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Author Topic: Do Geysers Rock your world ?  (Read 3809 times)

Offline neilep

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Do Geysers Rock your world ?
« on: 02/02/2008 18:57:29 »
Dear Geyserologists,

Like my geyser ?




It's being delivered next Tuesday !! I can't wait...because I have a ping pong ball that I want to float on top of it !

I am also informed that geysers only form where certain rock conditions exist ...is this true ?...is this because of the water ?.....or is it because of what provides the heat and the then Orgeyserm ? ;D





 

Offline JimBob

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Do Geysers Rock your world ?
« Reply #1 on: 02/02/2008 21:35:38 »
it is the magmatic heat flow and the continual supply of ground water that forms them.
 

Offline neilep

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Do Geysers Rock your world ?
« Reply #2 on: 02/02/2008 22:32:53 »
it is the magmatic heat flow and the continual supply of ground water that forms them.


Hang On !!...Magmatic ?...you mean .....molten liquid Rock ?......

So, the rock structure conditions at near surface temperature doesn't matter ?
 

Offline opus

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Do Geysers Rock your world ?
« Reply #3 on: 02/02/2008 23:24:14 »
Diamond geyser!
 

Offline Bass

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« Reply #4 on: 02/02/2008 23:35:03 »
I'm gone two weeks and look at the mess I have to clean up!  (That'll teach me for leaving) ::)

With my years of work in Yellowstone, I'm probably the closest thing to a "geezerospecialist".

Geysers require 3 things:
        1. Heat source- most commonly magmatic (but not always!)
        2. Water- lots of it
        3. most critical- a unique plumbing system (we used to stand around Old Faithful a moments before an eruption and shout into the radios- "Flush all the toilets in the lodges" just to watch the reaction of the hordes of tourists as the geyser would erupt shortly thereafter).

Heat source- Like JimBob said, this is most commonly magmatic heat- which is why 75% of the world's geysers are located in Yellowstone Park, and most of the rest in Iceland, New Zealand or on the flanks of other volcanoes.  But, there are a few that tap other sources of heat, caused by faults or in areas where the geothermal gradient is unusually high (a couple of small isolated geysers in Nevada come to mind).

Water- almost all geysers are located in basins adjacent to rivers/creeks or lakes.  Steamboat Geyser in Yellowstone can expel millions of gallons of water in a single eruption.  Large geysers expel thousands of gallons.   Lots of water is required to replenish the system.  If the system is water-starved, mudpots and fumaroles develop instead of geysers and hot springs.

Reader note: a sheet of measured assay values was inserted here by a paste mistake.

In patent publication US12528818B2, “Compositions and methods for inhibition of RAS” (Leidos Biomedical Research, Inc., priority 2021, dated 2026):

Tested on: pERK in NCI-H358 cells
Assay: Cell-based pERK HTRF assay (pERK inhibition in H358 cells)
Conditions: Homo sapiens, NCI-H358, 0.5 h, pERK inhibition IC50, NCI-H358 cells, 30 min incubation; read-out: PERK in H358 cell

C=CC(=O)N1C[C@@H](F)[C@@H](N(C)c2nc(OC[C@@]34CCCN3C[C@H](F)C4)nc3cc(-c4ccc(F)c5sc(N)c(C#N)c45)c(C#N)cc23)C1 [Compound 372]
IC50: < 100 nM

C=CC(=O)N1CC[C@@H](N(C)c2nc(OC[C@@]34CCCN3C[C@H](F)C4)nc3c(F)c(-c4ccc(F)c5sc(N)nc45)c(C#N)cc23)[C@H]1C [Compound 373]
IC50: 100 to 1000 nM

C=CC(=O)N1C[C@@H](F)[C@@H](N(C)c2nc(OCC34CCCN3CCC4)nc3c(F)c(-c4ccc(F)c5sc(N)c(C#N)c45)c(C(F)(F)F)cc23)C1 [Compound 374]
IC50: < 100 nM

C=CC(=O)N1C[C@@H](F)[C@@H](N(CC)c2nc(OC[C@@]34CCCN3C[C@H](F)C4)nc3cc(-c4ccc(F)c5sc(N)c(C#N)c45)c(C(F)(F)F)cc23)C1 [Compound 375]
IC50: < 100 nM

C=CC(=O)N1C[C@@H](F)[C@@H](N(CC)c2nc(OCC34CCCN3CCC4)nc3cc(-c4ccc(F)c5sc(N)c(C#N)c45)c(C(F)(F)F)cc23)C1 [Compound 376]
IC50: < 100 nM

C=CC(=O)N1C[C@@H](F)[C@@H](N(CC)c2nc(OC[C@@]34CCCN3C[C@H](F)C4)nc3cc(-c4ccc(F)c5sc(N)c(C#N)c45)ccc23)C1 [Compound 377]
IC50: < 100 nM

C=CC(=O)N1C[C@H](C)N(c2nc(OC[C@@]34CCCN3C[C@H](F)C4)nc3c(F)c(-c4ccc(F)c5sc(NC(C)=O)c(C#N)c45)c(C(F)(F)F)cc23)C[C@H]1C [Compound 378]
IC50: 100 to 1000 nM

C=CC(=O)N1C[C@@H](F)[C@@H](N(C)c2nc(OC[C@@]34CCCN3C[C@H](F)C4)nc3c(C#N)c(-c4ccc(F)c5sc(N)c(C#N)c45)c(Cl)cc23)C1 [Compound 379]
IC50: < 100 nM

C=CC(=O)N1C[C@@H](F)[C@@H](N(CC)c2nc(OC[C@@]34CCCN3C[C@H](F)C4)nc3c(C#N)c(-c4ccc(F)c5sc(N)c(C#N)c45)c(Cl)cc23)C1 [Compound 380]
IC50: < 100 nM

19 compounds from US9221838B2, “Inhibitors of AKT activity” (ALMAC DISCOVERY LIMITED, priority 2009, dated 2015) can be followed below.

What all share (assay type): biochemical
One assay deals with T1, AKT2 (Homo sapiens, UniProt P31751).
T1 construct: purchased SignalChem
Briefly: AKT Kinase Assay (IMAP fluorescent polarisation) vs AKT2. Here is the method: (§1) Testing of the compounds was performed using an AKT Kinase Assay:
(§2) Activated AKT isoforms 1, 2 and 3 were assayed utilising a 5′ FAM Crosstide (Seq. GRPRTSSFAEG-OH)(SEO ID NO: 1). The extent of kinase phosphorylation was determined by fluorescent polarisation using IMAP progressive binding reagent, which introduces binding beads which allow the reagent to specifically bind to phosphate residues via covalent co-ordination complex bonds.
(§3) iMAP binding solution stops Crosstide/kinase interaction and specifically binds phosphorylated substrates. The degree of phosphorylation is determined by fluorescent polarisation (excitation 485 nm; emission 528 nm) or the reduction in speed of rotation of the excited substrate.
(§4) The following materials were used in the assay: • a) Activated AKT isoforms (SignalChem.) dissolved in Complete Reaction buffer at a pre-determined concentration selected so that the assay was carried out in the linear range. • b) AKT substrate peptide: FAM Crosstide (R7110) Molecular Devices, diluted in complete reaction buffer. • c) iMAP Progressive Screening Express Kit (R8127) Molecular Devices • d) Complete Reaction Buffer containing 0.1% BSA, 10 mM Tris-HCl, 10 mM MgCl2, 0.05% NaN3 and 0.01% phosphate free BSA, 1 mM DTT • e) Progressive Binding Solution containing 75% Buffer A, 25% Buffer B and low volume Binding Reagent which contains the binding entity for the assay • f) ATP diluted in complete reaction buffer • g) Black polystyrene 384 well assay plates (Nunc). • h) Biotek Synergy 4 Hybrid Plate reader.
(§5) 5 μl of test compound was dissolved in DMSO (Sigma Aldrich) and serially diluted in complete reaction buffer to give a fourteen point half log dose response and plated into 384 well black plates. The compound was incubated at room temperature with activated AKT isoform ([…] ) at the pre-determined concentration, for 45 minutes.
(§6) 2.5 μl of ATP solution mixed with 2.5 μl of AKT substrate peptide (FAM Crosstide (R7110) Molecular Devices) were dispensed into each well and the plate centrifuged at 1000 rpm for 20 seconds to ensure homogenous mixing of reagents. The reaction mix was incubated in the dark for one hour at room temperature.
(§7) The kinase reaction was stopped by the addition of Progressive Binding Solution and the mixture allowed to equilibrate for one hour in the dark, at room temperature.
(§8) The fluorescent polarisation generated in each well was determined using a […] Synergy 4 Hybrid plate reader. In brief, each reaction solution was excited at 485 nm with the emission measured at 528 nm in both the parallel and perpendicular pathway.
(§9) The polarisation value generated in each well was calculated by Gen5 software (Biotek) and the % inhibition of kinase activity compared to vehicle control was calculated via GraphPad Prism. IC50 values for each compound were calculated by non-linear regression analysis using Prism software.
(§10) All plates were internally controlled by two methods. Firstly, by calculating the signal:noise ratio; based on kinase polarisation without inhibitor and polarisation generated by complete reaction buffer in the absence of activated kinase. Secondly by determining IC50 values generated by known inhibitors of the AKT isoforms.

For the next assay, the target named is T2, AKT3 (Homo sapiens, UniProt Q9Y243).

Plumbing system- for a geyser to erupt, the plumbing system must be fairly open at depth (to collect enough water and steam) but it MUST be restricted at the surface (a single small vent or pipe).  The restriction allows the hot water and steam to be forcefully ejected into the air.  If not restricted, the hot water merely bubbles up to the surface as a hot spring.  Excelsior Geyser in the Midway Geyser Basin, Yellowstone, erupted with such force several decades ago, that it blew the surface plumbing system apart.  No longer a geyser, it is now a hot spring that emits something like 4 million gallons of hot water a day.

Geysers have a cycle, which is why some geysers are so predictable.  After an eruption, cool groundwater flows back into all the cracks and crevices deep below geyser.  The water heats up- and because of the high pressures (remember, hundreds of feet of water is fairly heavy), the water becomes superheated (the temperature is greater than the boiling point).  The superheated water is less dense than the overlying cooler water, so it gradually begins to rise, usually pushing water out of the top of the geyser.  Eventually the superheated water rises high enough to overcoming the confining pressure and flashes into steam- expanding significantly.  The expanding steam rushes towards the surface, pushing the remaining  water out of the vent creating the spectacular eruptions we all love.  As the steam rushes out, pressures are further decreased and more superheated water flashes into steam- continuing until the "resorvoir" of water is exhausted.  Virtually all geysers begin with an eruption of water and end with steam eruptions- then the cycle begins anew.

If every geyser were a simple closed system, they would all be predictable.  Because they are open systems, they can lose energy to other parts of the system (like other geysers), or may require more heat to overcome the confining pressures (some geysers only erupt when the water table drops).

In the early days of Yellowstone, a chinese laundry used to use one of the geyser/hot springs to wash the dirty linens.  While washing one day, he added a bit too much soap, causing the spring to bubble up then erupt furiously.  The soap bubbles displaced water and lowered the confining pressure enough to cause an eruption.  Sure enough, during the next Presidential visit to the park, one the rangers had the job of pouring soap into geyser vents just before the President (Harding?) would show up so he wouldn't have to wait too long for an eruption.  I believe it worked for about 60% of the geysers.
 

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Do Geysers Rock your world ?
« Reply #4 on: 02/02/2008 23:35:03 »

 

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